PENBERTHY:  Just before we let you go, Tanya Plibersek, have you had the chance yet to respond to the comments by the Coalition Senator from Queensland, Matthew Canavan, over the weekend who compared you to Fraser Anning in relation to your comments about the Adani mine?
 
PLIBERSEK:  It really is one of the most ridiculous comments I've ever heard. But can I just, before we go off cancer, one of the announcements - the new announcement today - is that we're providing $10 million to the Jodi Lee Foundation which was established by Nick Lee after he lost his beautiful wife, Jodi - only 41 years old when she died of bowel cancer. 90 per cent of bowel cancer diagnoses are completely curable if you get them early enough. So, we're investing $10 million, we're announcing that with Nadia Clancy, our candidate for Boothby today, to up rates of screening. You get a kit when you turn 50, I turn 50 this year, I'm going to get a little kit in the mail asking me to return a sample. It's very easy to collect a sample and we know that we will save, if we get screening rates up, we can save 83,000 lives between now and 2040. It's a very easy cancer to detect, it's very easy to treat. We just need people to return a sample when they're asked for it.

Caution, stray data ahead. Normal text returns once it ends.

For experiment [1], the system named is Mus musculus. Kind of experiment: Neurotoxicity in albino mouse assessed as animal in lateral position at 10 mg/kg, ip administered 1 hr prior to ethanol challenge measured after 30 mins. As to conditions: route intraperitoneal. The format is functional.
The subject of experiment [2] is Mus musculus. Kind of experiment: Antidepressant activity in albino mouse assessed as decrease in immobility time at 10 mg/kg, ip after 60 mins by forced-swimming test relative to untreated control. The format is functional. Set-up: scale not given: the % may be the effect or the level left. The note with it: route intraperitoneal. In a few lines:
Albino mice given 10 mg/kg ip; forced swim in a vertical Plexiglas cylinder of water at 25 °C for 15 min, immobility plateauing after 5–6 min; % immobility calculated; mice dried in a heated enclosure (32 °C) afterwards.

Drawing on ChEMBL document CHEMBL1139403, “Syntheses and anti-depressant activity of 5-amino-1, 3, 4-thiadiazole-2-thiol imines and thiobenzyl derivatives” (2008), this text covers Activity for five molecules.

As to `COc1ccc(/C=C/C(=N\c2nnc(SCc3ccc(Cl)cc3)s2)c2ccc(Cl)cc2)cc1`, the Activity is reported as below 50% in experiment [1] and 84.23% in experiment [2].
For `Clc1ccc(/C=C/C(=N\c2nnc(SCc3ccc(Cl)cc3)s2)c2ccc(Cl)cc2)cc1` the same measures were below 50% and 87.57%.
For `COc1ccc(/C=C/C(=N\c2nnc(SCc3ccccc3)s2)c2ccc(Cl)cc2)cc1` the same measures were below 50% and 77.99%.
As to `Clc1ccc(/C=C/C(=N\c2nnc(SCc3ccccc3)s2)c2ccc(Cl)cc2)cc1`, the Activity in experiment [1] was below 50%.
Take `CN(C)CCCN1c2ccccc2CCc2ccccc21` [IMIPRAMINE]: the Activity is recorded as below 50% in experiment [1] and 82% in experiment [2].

PENBERTHY:  Yeah, absolutely. Tanya Plibersek, Deputy Labor Leader, thanks very much for joining us this morning. 
 
PLIBERSEK:  It's an absolute pleasure, any time. 
 

ENDS


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  • Rebeccah Miller
    published this page in Transcripts 2019-04-15 13:21:54 +1000